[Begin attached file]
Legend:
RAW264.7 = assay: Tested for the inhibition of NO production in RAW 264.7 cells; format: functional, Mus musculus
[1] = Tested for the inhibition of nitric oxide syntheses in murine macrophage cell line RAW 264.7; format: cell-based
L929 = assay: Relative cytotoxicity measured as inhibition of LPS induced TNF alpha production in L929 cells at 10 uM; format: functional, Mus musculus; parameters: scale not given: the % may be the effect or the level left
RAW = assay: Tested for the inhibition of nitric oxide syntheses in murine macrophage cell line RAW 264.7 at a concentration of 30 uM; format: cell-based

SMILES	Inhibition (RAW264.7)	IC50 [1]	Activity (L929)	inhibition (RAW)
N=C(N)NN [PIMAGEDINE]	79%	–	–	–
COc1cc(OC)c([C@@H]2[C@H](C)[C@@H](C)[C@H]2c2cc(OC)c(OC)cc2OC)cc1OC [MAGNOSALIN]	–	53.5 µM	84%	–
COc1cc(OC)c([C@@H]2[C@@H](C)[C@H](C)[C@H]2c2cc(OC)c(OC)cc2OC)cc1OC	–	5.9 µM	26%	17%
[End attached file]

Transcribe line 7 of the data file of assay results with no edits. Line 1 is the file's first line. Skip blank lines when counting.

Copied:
N=C(N)NN [PIMAGEDINE]	79%	–	–	–